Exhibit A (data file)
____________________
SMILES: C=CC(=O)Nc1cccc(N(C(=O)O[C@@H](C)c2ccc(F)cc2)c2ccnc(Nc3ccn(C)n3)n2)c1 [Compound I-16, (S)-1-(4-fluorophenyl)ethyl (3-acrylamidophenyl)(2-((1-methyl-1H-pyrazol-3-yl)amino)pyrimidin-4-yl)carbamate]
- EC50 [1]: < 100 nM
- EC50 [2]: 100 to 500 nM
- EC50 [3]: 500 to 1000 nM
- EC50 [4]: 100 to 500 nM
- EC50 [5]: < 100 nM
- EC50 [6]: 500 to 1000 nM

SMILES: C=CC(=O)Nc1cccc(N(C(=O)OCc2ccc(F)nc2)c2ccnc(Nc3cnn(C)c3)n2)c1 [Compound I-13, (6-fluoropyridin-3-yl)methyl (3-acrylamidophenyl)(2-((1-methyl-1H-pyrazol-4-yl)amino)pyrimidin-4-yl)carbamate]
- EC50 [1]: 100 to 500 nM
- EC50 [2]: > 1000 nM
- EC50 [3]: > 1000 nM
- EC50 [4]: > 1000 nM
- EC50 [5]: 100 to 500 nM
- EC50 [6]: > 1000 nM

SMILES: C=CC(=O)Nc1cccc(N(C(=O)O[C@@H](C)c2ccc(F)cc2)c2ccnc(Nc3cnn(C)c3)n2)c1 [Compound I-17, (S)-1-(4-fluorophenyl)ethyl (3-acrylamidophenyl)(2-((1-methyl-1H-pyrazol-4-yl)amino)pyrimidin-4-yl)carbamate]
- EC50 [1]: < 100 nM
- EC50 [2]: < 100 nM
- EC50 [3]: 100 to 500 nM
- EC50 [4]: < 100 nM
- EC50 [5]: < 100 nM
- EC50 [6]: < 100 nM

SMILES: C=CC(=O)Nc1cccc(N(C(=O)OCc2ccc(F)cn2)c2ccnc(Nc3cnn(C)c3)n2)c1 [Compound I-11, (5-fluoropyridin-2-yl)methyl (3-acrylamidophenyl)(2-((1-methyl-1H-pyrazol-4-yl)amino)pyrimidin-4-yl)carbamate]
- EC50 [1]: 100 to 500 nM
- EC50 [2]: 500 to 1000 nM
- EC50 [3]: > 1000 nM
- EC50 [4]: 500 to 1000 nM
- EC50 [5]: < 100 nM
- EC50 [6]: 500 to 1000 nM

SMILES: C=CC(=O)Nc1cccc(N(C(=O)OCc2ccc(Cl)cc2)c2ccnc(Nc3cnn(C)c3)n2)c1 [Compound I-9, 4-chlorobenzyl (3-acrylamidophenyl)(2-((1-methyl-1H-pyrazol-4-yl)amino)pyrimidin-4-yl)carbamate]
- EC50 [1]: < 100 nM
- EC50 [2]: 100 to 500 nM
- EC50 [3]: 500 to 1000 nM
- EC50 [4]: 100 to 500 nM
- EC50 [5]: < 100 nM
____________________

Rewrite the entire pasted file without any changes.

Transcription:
SMILES: C=CC(=O)Nc1cccc(N(C(=O)O[C@@H](C)c2ccc(F)cc2)c2ccnc(Nc3ccn(C)n3)n2)c1 [Compound I-16, (S)-1-(4-fluorophenyl)ethyl (3-acrylamidophenyl)(2-((1-methyl-1H-pyrazol-3-yl)amino)pyrimidin-4-yl)carbamate]
- EC50 [1]: < 100 nM
- EC50 [2]: 100 to 500 nM
- EC50 [3]: 500 to 1000 nM
- EC50 [4]: 100 to 500 nM
- EC50 [5]: < 100 nM
- EC50 [6]: 500 to 1000 nM

SMILES: C=CC(=O)Nc1cccc(N(C(=O)OCc2ccc(F)nc2)c2ccnc(Nc3cnn(C)c3)n2)c1 [Compound I-13, (6-fluoropyridin-3-yl)methyl (3-acrylamidophenyl)(2-((1-methyl-1H-pyrazol-4-yl)amino)pyrimidin-4-yl)carbamate]
- EC50 [1]: 100 to 500 nM
- EC50 [2]: > 1000 nM
- EC50 [3]: > 1000 nM
- EC50 [4]: > 1000 nM
- EC50 [5]: 100 to 500 nM
- EC50 [6]: > 1000 nM

SMILES: C=CC(=O)Nc1cccc(N(C(=O)O[C@@H](C)c2ccc(F)cc2)c2ccnc(Nc3cnn(C)c3)n2)c1 [Compound I-17, (S)-1-(4-fluorophenyl)ethyl (3-acrylamidophenyl)(2-((1-methyl-1H-pyrazol-4-yl)amino)pyrimidin-4-yl)carbamate]
- EC50 [1]: < 100 nM
- EC50 [2]: < 100 nM
- EC50 [3]: 100 to 500 nM
- EC50 [4]: < 100 nM
- EC50 [5]: < 100 nM
- EC50 [6]: < 100 nM

SMILES: C=CC(=O)Nc1cccc(N(C(=O)OCc2ccc(F)cn2)c2ccnc(Nc3cnn(C)c3)n2)c1 [Compound I-11, (5-fluoropyridin-2-yl)methyl (3-acrylamidophenyl)(2-((1-methyl-1H-pyrazol-4-yl)amino)pyrimidin-4-yl)carbamate]
- EC50 [1]: 100 to 500 nM
- EC50 [2]: 500 to 1000 nM
- EC50 [3]: > 1000 nM
- EC50 [4]: 500 to 1000 nM
- EC50 [5]: < 100 nM
- EC50 [6]: 500 to 1000 nM

SMILES: C=CC(=O)Nc1cccc(N(C(=O)OCc2ccc(Cl)cc2)c2ccnc(Nc3cnn(C)c3)n2)c1 [Compound I-9, 4-chlorobenzyl (3-acrylamidophenyl)(2-((1-methyl-1H-pyrazol-4-yl)amino)pyrimidin-4-yl)carbamate]
- EC50 [1]: < 100 nM
- EC50 [2]: 100 to 500 nM
- EC50 [3]: 500 to 1000 nM
- EC50 [4]: 100 to 500 nM
- EC50 [5]: < 100 nM